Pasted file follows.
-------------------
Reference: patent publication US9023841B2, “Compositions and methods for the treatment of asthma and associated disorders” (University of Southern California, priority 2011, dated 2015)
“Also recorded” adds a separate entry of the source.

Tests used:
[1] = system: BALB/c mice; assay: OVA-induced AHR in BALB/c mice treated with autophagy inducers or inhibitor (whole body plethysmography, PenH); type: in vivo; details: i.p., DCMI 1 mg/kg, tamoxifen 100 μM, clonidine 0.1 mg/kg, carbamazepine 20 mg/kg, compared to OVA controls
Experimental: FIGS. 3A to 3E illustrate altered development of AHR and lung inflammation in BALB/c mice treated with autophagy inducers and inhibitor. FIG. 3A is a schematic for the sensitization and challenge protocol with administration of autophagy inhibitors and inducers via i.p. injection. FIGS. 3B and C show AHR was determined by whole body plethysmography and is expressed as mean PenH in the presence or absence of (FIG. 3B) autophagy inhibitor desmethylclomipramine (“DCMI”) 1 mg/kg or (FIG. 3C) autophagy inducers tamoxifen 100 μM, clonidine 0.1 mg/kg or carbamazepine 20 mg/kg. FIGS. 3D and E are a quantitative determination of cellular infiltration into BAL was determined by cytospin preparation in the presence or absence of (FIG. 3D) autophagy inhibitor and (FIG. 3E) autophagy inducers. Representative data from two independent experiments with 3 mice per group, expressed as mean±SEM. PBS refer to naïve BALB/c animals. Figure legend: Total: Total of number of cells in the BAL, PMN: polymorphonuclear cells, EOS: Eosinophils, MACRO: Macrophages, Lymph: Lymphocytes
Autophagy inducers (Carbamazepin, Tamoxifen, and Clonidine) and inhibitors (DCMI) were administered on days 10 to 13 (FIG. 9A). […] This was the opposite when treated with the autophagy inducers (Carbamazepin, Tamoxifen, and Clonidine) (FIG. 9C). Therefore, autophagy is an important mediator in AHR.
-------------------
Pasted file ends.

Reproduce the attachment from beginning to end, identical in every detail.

Reference: patent publication US9023841B2, “Compositions and methods for the treatment of asthma and associated disorders” (University of Southern California, priority 2011, dated 2015)
“Also recorded” adds a separate entry of the source.

Tests used:
[1] = system: BALB/c mice; assay: OVA-induced AHR in BALB/c mice treated with autophagy inducers or inhibitor (whole body plethysmography, PenH); type: in vivo; details: i.p., DCMI 1 mg/kg, tamoxifen 100 μM, clonidine 0.1 mg/kg, carbamazepine 20 mg/kg, compared to OVA controls
Experimental: FIGS. 3A to 3E illustrate altered development of AHR and lung inflammation in BALB/c mice treated with autophagy inducers and inhibitor. FIG. 3A is a schematic for the sensitization and challenge protocol with administration of autophagy inhibitors and inducers via i.p. injection. FIGS. 3B and C show AHR was determined by whole body plethysmography and is expressed as mean PenH in the presence or absence of (FIG. 3B) autophagy inhibitor desmethylclomipramine (“DCMI”) 1 mg/kg or (FIG. 3C) autophagy inducers tamoxifen 100 μM, clonidine 0.1 mg/kg or carbamazepine 20 mg/kg. FIGS. 3D and E are a quantitative determination of cellular infiltration into BAL was determined by cytospin preparation in the presence or absence of (FIG. 3D) autophagy inhibitor and (FIG. 3E) autophagy inducers. Representative data from two independent experiments with 3 mice per group, expressed as mean±SEM. PBS refer to naïve BALB/c animals. Figure legend: Total: Total of number of cells in the BAL, PMN: polymorphonuclear cells, EOS: Eosinophils, MACRO: Macrophages, Lymph: Lymphocytes
Autophagy inducers (Carbamazepin, Tamoxifen, and Clonidine) and inhibitors (DCMI) were administered on days 10 to 13 (FIG. 9A). […] This was the opposite when treated with the autophagy inducers (Carbamazepin, Tamoxifen, and Clonidine) (FIG. 9C). Therefore, autophagy is an important mediator in AHR.